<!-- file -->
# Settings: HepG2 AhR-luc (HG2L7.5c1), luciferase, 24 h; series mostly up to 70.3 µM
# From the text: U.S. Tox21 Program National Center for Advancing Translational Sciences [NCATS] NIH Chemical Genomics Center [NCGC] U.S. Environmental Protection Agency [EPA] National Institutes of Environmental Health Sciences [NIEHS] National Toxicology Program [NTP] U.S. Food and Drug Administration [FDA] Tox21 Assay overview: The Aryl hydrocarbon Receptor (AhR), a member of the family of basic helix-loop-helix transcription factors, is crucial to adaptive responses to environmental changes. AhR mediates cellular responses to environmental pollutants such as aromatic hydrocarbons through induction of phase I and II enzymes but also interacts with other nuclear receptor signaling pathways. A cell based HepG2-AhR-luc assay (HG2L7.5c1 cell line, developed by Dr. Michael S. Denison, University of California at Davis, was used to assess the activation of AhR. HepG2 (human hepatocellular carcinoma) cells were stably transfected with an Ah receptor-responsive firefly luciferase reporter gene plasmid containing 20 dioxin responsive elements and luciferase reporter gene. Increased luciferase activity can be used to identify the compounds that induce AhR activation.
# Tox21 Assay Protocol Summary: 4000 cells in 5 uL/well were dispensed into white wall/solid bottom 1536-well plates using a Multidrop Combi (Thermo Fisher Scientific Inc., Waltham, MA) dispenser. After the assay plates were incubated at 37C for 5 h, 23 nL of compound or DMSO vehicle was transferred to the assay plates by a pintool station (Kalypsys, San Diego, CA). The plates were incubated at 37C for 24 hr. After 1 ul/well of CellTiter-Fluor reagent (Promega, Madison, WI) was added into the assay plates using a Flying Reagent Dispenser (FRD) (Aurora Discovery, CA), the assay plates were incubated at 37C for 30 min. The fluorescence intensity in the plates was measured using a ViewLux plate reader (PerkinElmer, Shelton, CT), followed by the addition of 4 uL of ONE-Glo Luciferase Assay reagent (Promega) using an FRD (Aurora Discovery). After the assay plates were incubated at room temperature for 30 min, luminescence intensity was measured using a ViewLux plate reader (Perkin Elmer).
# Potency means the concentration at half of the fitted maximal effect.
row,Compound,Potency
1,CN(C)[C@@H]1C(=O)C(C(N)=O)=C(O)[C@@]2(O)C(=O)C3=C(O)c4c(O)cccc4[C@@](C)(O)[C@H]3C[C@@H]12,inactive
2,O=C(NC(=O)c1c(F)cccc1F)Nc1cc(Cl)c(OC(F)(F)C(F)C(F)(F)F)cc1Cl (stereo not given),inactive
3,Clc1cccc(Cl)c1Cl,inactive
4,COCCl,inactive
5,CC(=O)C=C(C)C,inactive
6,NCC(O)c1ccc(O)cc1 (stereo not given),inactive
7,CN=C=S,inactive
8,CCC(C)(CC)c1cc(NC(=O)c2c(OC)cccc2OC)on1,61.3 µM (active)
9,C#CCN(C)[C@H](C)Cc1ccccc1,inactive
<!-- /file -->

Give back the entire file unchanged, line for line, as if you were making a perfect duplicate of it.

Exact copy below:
# Settings: HepG2 AhR-luc (HG2L7.5c1), luciferase, 24 h; series mostly up to 70.3 µM
# From the text: U.S. Tox21 Program National Center for Advancing Translational Sciences [NCATS] NIH Chemical Genomics Center [NCGC] U.S. Environmental Protection Agency [EPA] National Institutes of Environmental Health Sciences [NIEHS] National Toxicology Program [NTP] U.S. Food and Drug Administration [FDA] Tox21 Assay overview: The Aryl hydrocarbon Receptor (AhR), a member of the family of basic helix-loop-helix transcription factors, is crucial to adaptive responses to environmental changes. AhR mediates cellular responses to environmental pollutants such as aromatic hydrocarbons through induction of phase I and II enzymes but also interacts with other nuclear receptor signaling pathways. A cell based HepG2-AhR-luc assay (HG2L7.5c1 cell line, developed by Dr. Michael S. Denison, University of California at Davis, was used to assess the activation of AhR. HepG2 (human hepatocellular carcinoma) cells were stably transfected with an Ah receptor-responsive firefly luciferase reporter gene plasmid containing 20 dioxin responsive elements and luciferase reporter gene. Increased luciferase activity can be used to identify the compounds that induce AhR activation.
# Tox21 Assay Protocol Summary: 4000 cells in 5 uL/well were dispensed into white wall/solid bottom 1536-well plates using a Multidrop Combi (Thermo Fisher Scientific Inc., Waltham, MA) dispenser. After the assay plates were incubated at 37C for 5 h, 23 nL of compound or DMSO vehicle was transferred to the assay plates by a pintool station (Kalypsys, San Diego, CA). The plates were incubated at 37C for 24 hr. After 1 ul/well of CellTiter-Fluor reagent (Promega, Madison, WI) was added into the assay plates using a Flying Reagent Dispenser (FRD) (Aurora Discovery, CA), the assay plates were incubated at 37C for 30 min. The fluorescence intensity in the plates was measured using a ViewLux plate reader (PerkinElmer, Shelton, CT), followed by the addition of 4 uL of ONE-Glo Luciferase Assay reagent (Promega) using an FRD (Aurora Discovery). After the assay plates were incubated at room temperature for 30 min, luminescence intensity was measured using a ViewLux plate reader (Perkin Elmer).
# Potency means the concentration at half of the fitted maximal effect.
row,Compound,Potency
1,CN(C)[C@@H]1C(=O)C(C(N)=O)=C(O)[C@@]2(O)C(=O)C3=C(O)c4c(O)cccc4[C@@](C)(O)[C@H]3C[C@@H]12,inactive
2,O=C(NC(=O)c1c(F)cccc1F)Nc1cc(Cl)c(OC(F)(F)C(F)C(F)(F)F)cc1Cl (stereo not given),inactive
3,Clc1cccc(Cl)c1Cl,inactive
4,COCCl,inactive
5,CC(=O)C=C(C)C,inactive
6,NCC(O)c1ccc(O)cc1 (stereo not given),inactive
7,CN=C=S,inactive
8,CCC(C)(CC)c1cc(NC(=O)c2c(OC)cccc2OC)on1,61.3 µM (active)
9,C#CCN(C)[C@H](C)Cc1ccccc1,inactive